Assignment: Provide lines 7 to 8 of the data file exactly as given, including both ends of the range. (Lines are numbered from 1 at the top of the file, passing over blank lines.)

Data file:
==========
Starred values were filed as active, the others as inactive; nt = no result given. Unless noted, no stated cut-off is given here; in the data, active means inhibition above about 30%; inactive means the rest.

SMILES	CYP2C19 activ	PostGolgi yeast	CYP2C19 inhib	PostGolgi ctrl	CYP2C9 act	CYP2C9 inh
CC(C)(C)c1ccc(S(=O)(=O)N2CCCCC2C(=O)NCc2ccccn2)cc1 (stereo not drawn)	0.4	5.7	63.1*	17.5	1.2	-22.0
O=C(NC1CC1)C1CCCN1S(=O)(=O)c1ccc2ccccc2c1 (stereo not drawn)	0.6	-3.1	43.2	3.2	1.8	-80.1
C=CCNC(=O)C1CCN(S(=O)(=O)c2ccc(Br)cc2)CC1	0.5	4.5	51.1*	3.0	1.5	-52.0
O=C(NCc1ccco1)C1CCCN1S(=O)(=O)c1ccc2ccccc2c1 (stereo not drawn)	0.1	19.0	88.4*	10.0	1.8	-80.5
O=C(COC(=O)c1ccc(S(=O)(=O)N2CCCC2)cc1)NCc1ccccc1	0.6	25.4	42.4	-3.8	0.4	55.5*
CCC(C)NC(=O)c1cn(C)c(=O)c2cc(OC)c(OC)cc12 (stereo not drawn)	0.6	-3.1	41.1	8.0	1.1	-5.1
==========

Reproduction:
O=C(COC(=O)c1ccc(S(=O)(=O)N2CCCC2)cc1)NCc1ccccc1	0.6	25.4	42.4	-3.8	0.4	55.5*
CCC(C)NC(=O)c1cn(C)c(=O)c2cc(OC)c(OC)cc12 (stereo not drawn)	0.6	-3.1	41.1	8.0	1.1	-5.1